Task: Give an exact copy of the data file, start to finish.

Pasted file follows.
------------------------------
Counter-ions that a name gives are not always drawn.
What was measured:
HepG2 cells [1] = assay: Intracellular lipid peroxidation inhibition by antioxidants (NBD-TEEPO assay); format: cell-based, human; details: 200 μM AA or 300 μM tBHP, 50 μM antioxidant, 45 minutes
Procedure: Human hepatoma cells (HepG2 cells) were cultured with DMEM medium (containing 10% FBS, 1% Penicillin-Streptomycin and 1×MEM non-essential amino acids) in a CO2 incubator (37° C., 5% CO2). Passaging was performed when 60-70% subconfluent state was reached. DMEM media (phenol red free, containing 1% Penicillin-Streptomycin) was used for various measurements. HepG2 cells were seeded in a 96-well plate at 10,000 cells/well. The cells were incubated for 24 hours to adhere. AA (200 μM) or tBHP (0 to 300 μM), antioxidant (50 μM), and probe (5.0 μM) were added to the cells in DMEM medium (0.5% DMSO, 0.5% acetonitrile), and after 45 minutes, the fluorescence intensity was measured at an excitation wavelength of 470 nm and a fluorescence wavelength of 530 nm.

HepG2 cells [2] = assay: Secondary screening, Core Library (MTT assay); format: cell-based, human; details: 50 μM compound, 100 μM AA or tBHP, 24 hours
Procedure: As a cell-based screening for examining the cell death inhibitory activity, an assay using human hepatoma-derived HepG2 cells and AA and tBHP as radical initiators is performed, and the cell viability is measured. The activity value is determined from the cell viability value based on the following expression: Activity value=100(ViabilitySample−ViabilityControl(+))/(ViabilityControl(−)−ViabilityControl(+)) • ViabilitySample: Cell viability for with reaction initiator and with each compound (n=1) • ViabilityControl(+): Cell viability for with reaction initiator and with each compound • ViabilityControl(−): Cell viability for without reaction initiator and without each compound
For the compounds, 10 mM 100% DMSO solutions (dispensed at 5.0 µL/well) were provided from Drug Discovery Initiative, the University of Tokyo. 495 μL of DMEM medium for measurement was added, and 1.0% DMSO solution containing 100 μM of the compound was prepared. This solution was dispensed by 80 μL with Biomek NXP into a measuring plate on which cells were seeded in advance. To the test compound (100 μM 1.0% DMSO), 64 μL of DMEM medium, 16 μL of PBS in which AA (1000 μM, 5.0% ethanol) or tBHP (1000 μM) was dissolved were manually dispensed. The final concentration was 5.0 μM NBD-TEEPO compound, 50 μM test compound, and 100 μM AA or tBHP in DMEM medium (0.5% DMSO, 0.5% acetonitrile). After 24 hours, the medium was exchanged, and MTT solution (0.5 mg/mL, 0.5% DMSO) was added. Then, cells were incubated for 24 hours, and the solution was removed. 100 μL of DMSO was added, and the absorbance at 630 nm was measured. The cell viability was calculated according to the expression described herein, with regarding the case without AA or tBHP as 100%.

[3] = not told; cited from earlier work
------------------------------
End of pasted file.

Counter-ions that a name gives are not always drawn.
What was measured:
HepG2 cells [1] = assay: Intracellular lipid peroxidation inhibition by antioxidants (NBD-TEEPO assay); format: cell-based, human; details: 200 μM AA or 300 μM tBHP, 50 μM antioxidant, 45 minutes
Procedure: Human hepatoma cells (HepG2 cells) were cultured with DMEM medium (containing 10% FBS, 1% Penicillin-Streptomycin and 1×MEM non-essential amino acids) in a CO2 incubator (37° C., 5% CO2). Passaging was performed when 60-70% subconfluent state was reached. DMEM media (phenol red free, containing 1% Penicillin-Streptomycin) was used for various measurements. HepG2 cells were seeded in a 96-well plate at 10,000 cells/well. The cells were incubated for 24 hours to adhere. AA (200 μM) or tBHP (0 to 300 μM), antioxidant (50 μM), and probe (5.0 μM) were added to the cells in DMEM medium (0.5% DMSO, 0.5% acetonitrile), and after 45 minutes, the fluorescence intensity was measured at an excitation wavelength of 470 nm and a fluorescence wavelength of 530 nm.

HepG2 cells [2] = assay: Secondary screening, Core Library (MTT assay); format: cell-based, human; details: 50 μM compound, 100 μM AA or tBHP, 24 hours
Procedure: As a cell-based screening for examining the cell death inhibitory activity, an assay using human hepatoma-derived HepG2 cells and AA and tBHP as radical initiators is performed, and the cell viability is measured. The activity value is determined from the cell viability value based on the following expression: Activity value=100(ViabilitySample−ViabilityControl(+))/(ViabilityControl(−)−ViabilityControl(+)) • ViabilitySample: Cell viability for with reaction initiator and with each compound (n=1) • ViabilityControl(+): Cell viability for with reaction initiator and with each compound • ViabilityControl(−): Cell viability for without reaction initiator and without each compound
For the compounds, 10 mM 100% DMSO solutions (dispensed at 5.0 µL/well) were provided from Drug Discovery Initiative, the University of Tokyo. 495 μL of DMEM medium for measurement was added, and 1.0% DMSO solution containing 100 μM of the compound was prepared. This solution was dispensed by 80 μL with Biomek NXP into a measuring plate on which cells were seeded in advance. To the test compound (100 μM 1.0% DMSO), 64 μL of DMEM medium, 16 μL of PBS in which AA (1000 μM, 5.0% ethanol) or tBHP (1000 μM) was dissolved were manually dispensed. The final concentration was 5.0 μM NBD-TEEPO compound, 50 μM test compound, and 100 μM AA or tBHP in DMEM medium (0.5% DMSO, 0.5% acetonitrile). After 24 hours, the medium was exchanged, and MTT solution (0.5 mg/mL, 0.5% DMSO) was added. Then, cells were incubated for 24 hours, and the solution was removed. 100 μL of DMSO was added, and the absorbance at 630 nm was measured. The cell viability was calculated according to the expression described herein, with regarding the case without AA or tBHP as 100%.

[3] = not told; cited from earlier work